Title:
Tracking, analyzing, and visualizing application delay
United States Patent 8990061


Abstract:
Performance metrics related to the processing and propagation of messages related to select applications are collected during a simulation of a network. Each message associated with an application is tagged, and each simulated packet that contains some or all of a tagged message is correspondingly tagged to facilitate the creation of transmit records and receive records. A post processor is configured to collate transmit and receive records of each tagged message to identify delays associated with each node that processes the message, and each link that propagates the message from node to node within the network. The processed timing information is provided to the user via an interactive user interface that allows the user to view the timing information from an application layer perspective.



Inventors:
Malloy, Patrick J. (Washington, DC, US)
Lavannis, Mahesh (Rockville, MD, US)
Schneider, Marc (Arlington, VA, US)
Strohm, John (Bethesda, MD, US)
Cohen, Alain (Washington, DC, US)
Sreshta, Sukanya (Rockville, MD, US)
Plun, Jerome (Alexandria, VA, US)
Pendleton, Stephen (Washington, DC, US)
Application Number:
11/358538
Publication Date:
03/24/2015
Filing Date:
02/21/2006
Assignee:
Riverbed Technology, Inc. (San Francisco, CA, US)
Primary Class:
Other Classes:
370/235, 370/252, 370/389, 370/470, 455/41.2, 455/73, 455/444, 703/20, 703/22, 709/229, 709/238
International Classes:
G06F9/44; G06F17/50; H04W16/22
Field of Search:
703/14
View Patent Images:
US Patent References:
6820042Mixed mode network simulator2004-11-16Cohen et al.



Other References:
Demaine, Erik. “Efficient Simulation of Message-Passing in Distributed-Memory Architectures”, Waterloo, Ontario, Canada 1996.
Haddad et al. “Network Simulator 2: a Simulation Tool for Linux”, Oct. 2002.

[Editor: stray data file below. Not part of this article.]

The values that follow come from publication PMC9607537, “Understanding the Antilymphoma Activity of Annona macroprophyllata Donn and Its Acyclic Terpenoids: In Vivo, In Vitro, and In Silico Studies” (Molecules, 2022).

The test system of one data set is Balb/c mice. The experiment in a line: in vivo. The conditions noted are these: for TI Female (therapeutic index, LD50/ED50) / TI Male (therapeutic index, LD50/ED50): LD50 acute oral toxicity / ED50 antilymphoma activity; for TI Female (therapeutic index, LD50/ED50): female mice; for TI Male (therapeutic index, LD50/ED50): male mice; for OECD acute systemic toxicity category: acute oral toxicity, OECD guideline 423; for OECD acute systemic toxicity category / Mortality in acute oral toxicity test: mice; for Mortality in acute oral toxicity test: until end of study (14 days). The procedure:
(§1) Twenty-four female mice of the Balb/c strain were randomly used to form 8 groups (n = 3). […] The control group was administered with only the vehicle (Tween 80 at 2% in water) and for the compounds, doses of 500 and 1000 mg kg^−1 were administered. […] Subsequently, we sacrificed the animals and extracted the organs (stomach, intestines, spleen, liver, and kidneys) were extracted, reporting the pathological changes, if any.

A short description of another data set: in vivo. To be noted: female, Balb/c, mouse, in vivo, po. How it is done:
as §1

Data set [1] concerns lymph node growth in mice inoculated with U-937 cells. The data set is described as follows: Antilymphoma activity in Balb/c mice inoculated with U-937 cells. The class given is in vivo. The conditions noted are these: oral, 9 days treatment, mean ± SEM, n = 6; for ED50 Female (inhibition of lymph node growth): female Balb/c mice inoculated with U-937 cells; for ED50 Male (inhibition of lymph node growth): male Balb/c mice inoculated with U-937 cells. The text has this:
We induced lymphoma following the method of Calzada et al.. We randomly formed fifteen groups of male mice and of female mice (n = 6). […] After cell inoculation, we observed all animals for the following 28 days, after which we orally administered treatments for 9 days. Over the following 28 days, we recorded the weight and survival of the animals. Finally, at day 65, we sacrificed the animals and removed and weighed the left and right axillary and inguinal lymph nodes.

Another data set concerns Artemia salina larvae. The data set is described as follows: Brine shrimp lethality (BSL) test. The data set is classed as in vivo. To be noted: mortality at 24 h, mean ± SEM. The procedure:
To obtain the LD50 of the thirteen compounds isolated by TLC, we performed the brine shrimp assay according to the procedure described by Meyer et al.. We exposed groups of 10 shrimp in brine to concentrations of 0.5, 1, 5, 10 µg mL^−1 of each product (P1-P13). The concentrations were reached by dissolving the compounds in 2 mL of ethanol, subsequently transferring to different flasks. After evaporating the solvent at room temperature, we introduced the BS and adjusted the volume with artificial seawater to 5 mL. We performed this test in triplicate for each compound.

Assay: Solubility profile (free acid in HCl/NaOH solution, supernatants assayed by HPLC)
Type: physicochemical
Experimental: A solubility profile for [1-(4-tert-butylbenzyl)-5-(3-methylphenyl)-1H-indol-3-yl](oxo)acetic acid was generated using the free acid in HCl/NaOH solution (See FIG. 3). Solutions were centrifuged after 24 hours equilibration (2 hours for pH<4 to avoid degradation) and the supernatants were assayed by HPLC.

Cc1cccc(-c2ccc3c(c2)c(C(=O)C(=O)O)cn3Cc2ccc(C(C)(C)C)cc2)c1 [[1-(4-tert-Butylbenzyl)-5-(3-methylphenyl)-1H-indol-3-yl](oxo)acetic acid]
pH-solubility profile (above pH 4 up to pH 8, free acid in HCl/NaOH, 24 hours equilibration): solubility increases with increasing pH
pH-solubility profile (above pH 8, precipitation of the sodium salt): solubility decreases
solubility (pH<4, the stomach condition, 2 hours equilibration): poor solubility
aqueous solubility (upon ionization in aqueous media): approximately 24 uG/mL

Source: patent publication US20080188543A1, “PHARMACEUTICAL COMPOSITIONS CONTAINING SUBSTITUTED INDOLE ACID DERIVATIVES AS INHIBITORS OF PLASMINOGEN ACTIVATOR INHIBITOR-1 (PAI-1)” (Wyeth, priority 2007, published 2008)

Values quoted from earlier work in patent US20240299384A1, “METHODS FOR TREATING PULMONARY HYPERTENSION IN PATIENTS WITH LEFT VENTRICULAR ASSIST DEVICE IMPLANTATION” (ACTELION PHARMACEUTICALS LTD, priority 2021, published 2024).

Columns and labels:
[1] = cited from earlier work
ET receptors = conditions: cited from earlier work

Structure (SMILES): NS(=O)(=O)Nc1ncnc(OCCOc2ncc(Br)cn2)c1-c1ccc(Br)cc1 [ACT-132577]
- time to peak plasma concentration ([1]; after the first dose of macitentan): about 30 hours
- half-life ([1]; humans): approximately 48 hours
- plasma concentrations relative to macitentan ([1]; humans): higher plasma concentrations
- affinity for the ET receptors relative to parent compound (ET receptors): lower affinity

Antoniou et al. “Seacorn: Specification of Simulation Environment”, Oct. 2002.
Heath et al. “ParaGraph: A Tool for Visualizing Performance of Parallel Programs”, Sep. 1994.
Khanvilkar et al. “Tool Integration for Flexible Simulation of Distributed Algorithms”, Softw. Pract. Exper. 2001.
Primary Examiner:
Rivas, Omar Fernandez
Assistant Examiner:
Luu, Cuong
Attorney, Agent or Firm:
Park, Vaughan, Fleming & Dowler LLP
Parent Case Data:
This application claims the benefit of U.S. Provisional Patent Application 60/654,094, filed 18 Feb. 2005.
Claims:
We claim:

1. A method comprising: simulating a modeled network on a computer system, including: identifying tagged messages among a plurality of simulated messages, generating tagged packets that contain the tagged messages, one or more of the tagged messages including a plurality of tagged packets, each tagged packet including an identifier of the corresponding tagged message, and simulating nodes in the simulated network that propagate the tagged packets, creating a transmit record for each tagged packet that is transmitted, and creating a receive record for each tagged packet that is received; processing the transmit and receive records to: identify node traversals of each tagged packet that traverses each node; identify link traversals of each tagged packet that traverses each link; determine timing information associated with select tagged messages based on the send and receive records corresponding to the node and link traversals and the identifiers of the select tagged messages; and displaying some or all of the timing information on a display device.